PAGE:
Carnevale, also known as Carnival or Mardi Gras, typically begins 40 days before Easter with the final celebration on Shrove Tuesday (Martedì Grasso or Fat Tuesday) which then leads into Lent. There are many festivities, parades, and events leading up to Shrove Tuesday, which falls on Feruary 17th this year.
In our last blog post, we talked about one of the oldest and longest carnival celebrations which takes place every year in Putignano in the province of Bari.
Let’s continue our preparation for the upcoming Carnevale by taking a look at a couple traditional characters you’ll find in some parts of Southern Italy.
Pulcinella (often known as ‘punch’ in English) is probably one of the most famous masks of Southern Italy. Created in the sixteenth century, this mask is symbolic for the people of Napoli because it represents the poor working class. Pulicnella is a man who has very little and therefore feels as though he has nothing to lose and as a result is not afraid of the upper classes. He is often seen hunched over because of the constant beatings he is given by higher society.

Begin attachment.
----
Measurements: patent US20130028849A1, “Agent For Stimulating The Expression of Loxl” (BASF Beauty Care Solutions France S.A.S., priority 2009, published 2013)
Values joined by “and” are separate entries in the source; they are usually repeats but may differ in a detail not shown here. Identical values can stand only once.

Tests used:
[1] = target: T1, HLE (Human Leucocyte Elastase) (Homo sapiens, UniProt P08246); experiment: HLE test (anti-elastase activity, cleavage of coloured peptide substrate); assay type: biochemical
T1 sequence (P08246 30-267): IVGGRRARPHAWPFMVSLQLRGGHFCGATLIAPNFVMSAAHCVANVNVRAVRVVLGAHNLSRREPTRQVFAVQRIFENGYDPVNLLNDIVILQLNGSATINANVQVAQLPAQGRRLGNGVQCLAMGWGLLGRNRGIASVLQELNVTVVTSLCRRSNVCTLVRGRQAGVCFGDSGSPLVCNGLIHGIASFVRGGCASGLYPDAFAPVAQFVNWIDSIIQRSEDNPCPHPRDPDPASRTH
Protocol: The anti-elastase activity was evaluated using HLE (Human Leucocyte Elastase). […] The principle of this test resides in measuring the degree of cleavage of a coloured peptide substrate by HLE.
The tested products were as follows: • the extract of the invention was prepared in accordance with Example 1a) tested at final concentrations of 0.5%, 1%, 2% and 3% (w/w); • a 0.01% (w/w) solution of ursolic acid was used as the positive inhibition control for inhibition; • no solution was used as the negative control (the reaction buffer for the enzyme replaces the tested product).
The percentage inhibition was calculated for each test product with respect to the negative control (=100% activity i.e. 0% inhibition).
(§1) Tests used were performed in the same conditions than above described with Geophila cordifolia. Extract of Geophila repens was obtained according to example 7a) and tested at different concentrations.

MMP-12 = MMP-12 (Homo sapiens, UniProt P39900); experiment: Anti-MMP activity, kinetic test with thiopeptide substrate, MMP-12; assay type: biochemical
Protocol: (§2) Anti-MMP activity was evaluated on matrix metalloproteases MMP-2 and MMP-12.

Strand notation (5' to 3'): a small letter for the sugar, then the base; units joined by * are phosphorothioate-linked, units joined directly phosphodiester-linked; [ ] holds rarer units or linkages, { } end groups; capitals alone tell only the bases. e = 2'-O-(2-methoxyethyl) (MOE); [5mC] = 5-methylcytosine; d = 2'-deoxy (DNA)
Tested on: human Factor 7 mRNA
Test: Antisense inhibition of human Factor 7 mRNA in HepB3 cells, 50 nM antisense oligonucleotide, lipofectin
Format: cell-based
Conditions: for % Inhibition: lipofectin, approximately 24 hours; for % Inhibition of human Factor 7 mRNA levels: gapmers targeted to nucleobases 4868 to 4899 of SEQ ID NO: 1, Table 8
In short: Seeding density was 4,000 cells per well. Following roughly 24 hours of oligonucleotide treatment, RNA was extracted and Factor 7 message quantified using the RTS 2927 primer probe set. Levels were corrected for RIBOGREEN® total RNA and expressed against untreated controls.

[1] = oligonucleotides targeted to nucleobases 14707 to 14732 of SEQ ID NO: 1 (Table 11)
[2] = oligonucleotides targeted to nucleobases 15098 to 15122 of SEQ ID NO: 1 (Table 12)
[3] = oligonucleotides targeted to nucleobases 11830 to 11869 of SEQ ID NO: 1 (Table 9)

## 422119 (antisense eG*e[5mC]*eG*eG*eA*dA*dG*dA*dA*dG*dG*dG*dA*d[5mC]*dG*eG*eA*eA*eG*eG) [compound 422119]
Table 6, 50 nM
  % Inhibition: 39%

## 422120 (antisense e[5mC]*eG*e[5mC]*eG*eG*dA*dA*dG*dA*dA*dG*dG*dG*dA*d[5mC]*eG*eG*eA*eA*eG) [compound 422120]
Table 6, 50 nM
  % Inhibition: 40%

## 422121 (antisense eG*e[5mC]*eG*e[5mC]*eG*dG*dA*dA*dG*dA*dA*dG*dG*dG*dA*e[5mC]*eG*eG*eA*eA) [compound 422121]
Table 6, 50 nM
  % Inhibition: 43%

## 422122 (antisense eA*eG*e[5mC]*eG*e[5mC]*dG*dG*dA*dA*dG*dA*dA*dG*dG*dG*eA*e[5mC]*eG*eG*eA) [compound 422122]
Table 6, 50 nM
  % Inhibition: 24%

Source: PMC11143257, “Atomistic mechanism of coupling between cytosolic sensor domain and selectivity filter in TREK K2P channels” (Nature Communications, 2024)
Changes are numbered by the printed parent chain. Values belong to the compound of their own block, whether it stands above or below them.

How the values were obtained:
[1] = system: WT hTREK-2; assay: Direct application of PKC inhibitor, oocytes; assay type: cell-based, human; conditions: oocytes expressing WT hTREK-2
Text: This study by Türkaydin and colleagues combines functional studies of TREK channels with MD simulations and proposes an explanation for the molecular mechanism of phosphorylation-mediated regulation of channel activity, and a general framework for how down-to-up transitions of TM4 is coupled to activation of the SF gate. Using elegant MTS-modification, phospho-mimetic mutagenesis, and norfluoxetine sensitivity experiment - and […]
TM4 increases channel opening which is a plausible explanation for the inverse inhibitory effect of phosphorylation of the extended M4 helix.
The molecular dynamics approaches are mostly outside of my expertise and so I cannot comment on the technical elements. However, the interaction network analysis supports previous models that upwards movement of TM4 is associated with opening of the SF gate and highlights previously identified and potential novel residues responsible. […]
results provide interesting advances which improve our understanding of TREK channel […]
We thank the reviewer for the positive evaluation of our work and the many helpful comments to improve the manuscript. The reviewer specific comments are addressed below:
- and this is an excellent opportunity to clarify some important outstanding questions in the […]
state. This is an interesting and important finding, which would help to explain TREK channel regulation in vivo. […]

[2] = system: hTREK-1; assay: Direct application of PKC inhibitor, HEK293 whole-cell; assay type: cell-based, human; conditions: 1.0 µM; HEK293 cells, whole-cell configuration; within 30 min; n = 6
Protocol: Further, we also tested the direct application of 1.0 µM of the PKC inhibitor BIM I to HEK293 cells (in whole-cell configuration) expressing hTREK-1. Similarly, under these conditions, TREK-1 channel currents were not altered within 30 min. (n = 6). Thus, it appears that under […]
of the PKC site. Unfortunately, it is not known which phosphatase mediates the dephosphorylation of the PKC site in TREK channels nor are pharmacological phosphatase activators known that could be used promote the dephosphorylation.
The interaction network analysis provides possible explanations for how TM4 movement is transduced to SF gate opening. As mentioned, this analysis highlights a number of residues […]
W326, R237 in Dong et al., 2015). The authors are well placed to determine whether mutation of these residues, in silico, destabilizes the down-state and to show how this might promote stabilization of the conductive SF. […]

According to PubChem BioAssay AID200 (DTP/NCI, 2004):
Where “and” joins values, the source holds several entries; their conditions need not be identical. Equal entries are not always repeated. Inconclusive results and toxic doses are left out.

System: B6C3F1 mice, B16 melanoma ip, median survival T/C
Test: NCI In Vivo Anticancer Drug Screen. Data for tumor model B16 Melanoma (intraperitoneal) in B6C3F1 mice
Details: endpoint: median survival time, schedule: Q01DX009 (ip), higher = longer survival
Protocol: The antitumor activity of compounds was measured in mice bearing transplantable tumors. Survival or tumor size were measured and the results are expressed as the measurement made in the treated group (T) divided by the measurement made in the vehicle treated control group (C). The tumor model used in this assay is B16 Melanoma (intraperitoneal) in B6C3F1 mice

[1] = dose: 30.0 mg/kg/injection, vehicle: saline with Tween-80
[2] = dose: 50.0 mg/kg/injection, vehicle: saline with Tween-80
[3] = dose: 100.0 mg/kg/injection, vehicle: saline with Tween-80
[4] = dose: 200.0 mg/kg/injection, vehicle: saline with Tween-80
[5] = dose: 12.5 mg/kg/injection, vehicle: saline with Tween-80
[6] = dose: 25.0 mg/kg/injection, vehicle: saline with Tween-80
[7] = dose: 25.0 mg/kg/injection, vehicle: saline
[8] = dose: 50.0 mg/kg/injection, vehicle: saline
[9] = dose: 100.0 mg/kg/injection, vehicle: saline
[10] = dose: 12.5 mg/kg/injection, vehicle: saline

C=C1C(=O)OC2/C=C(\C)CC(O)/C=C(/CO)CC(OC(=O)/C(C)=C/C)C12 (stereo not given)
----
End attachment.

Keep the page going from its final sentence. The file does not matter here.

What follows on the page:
You will recognize Pulicnella by his baggy white jumpsuit tied at the waist with a black belt tied and long white hat. His mask, covering most of his face, is black with a hooked nose and wrinkles on his forehead.
You’ll know Giangurgolo by his huge red nose and tall cone-shaped hat. His costume includes a curled Spanish collar, striped red and yellow bodice and trousers that stop just below the knee, white socks and a huge sword hanging on his side. The red and yellow colors of this costume represent the colors of Aragon and are meant to poke fun at the rulers of Aragon and the Spanish.
His costume has multi-colored patches and bells on the points of his hat and shoes. He is a man of peace, often seen separating a cat and dog, symbolic of the disagreements that existed within the population.
Nannu (dialect for ‘nonno’, meaning grandfather) is a short, plump elderly man who appears to come from a well-off family. This character dates back to the end of the 1800s and is an important part of the the oldest carnival in Sicily, the Carnival of Termini Imerese, in the province of Palermo. It is tradition to burn a life-like puppet of nannu at the stake at midnight on Martedi Grasso (Shrove Tuesday) representing the end of carnival (abundance) and the beginning of Lent (penance). Nannu leaves behind Nanna (meaning grandmother) usually thin and lanky representing pain and suffering but being a woman she also symbolizes fertility and a chance for a new beginning leading into Spring.
Who is your favourite Carnival character?
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Image Credit: Vito Palmi